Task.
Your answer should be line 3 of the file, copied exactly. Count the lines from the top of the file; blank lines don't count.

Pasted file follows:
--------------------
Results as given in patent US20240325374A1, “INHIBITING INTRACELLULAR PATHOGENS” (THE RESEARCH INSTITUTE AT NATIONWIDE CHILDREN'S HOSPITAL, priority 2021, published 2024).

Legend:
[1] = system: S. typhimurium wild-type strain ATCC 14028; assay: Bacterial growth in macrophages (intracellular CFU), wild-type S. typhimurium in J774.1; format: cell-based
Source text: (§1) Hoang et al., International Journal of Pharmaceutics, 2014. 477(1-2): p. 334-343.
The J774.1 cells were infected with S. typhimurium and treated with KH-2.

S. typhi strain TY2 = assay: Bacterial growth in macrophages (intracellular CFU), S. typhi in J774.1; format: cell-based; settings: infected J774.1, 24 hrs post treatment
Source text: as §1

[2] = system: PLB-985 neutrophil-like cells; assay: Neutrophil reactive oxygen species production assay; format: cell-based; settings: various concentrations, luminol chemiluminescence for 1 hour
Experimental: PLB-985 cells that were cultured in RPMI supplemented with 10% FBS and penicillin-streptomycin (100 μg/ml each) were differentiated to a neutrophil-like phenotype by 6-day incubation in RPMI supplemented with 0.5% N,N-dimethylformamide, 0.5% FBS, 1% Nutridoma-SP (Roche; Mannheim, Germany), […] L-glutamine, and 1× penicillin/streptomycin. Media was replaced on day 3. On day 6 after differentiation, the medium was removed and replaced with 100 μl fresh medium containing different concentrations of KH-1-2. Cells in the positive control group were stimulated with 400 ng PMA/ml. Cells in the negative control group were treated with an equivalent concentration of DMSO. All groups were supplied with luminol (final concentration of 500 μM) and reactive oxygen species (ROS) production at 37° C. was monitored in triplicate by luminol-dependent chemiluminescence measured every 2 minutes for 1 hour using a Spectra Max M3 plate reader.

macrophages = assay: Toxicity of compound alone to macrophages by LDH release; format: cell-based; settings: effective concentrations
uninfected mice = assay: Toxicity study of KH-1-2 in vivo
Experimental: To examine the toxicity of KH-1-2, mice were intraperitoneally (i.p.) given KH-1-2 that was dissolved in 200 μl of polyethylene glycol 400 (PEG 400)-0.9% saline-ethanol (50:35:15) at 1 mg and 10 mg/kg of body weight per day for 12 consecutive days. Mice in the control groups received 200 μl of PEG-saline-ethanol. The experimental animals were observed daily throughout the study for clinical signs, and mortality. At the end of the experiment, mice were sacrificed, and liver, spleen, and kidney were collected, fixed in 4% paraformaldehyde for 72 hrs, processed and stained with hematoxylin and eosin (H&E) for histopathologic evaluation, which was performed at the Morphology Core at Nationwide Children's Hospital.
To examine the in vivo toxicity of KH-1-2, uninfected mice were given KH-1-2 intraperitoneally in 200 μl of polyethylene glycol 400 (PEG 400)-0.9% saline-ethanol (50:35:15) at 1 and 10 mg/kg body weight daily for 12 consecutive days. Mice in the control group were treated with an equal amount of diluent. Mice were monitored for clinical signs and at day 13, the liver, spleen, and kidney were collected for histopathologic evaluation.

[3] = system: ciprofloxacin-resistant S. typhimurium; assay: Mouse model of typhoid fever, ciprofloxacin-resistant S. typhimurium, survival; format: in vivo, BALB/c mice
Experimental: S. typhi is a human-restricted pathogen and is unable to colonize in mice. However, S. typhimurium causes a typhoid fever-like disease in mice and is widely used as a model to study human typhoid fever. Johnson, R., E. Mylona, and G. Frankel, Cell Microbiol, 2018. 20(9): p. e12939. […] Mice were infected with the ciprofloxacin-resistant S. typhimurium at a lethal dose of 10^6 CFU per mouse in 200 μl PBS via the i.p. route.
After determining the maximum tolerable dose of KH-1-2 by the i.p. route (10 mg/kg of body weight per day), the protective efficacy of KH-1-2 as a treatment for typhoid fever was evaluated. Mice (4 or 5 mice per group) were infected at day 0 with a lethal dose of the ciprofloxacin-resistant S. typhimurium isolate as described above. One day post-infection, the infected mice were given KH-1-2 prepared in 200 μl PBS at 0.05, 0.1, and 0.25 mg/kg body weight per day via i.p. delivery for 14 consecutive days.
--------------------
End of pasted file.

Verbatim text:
[1] = system: S. typhimurium wild-type strain ATCC 14028; assay: Bacterial growth in macrophages (intracellular CFU), wild-type S. typhimurium in J774.1; format: cell-based